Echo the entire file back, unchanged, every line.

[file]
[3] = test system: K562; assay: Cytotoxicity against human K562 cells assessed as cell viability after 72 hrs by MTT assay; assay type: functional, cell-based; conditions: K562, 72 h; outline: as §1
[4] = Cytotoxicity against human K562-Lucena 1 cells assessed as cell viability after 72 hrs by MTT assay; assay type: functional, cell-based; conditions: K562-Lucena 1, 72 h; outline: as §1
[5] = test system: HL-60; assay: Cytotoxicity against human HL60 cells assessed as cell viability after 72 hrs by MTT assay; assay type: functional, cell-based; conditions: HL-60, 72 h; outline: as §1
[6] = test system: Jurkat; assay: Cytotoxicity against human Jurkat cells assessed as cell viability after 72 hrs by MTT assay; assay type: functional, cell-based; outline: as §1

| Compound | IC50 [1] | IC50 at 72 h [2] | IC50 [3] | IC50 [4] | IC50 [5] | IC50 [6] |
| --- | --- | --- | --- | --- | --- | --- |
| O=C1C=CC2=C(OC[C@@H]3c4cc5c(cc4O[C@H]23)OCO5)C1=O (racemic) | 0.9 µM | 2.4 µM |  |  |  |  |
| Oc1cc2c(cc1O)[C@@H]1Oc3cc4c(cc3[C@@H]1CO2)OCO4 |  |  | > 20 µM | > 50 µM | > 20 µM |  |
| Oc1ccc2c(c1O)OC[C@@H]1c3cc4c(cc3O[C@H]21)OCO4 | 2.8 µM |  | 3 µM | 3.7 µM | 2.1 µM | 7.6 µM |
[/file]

[3] = test system: K562; assay: Cytotoxicity against human K562 cells assessed as cell viability after 72 hrs by MTT assay; assay type: functional, cell-based; conditions: K562, 72 h; outline: as §1
[4] = Cytotoxicity against human K562-Lucena 1 cells assessed as cell viability after 72 hrs by MTT assay; assay type: functional, cell-based; conditions: K562-Lucena 1, 72 h; outline: as §1
[5] = test system: HL-60; assay: Cytotoxicity against human HL60 cells assessed as cell viability after 72 hrs by MTT assay; assay type: functional, cell-based; conditions: HL-60, 72 h; outline: as §1
[6] = test system: Jurkat; assay: Cytotoxicity against human Jurkat cells assessed as cell viability after 72 hrs by MTT assay; assay type: functional, cell-based; outline: as §1

| Compound | IC50 [1] | IC50 at 72 h [2] | IC50 [3] | IC50 [4] | IC50 [5] | IC50 [6] |
| --- | --- | --- | --- | --- | --- | --- |
| O=C1C=CC2=C(OC[C@@H]3c4cc5c(cc4O[C@H]23)OCO5)C1=O (racemic) | 0.9 µM | 2.4 µM |  |  |  |  |
| Oc1cc2c(cc1O)[C@@H]1Oc3cc4c(cc3[C@@H]1CO2)OCO4 |  |  | > 20 µM | > 50 µM | > 20 µM |  |
| Oc1ccc2c(c1O)OC[C@@H]1c3cc4c(cc3O[C@H]21)OCO4 | 2.8 µM |  | 3 µM | 3.7 µM | 2.1 µM | 7.6 µM |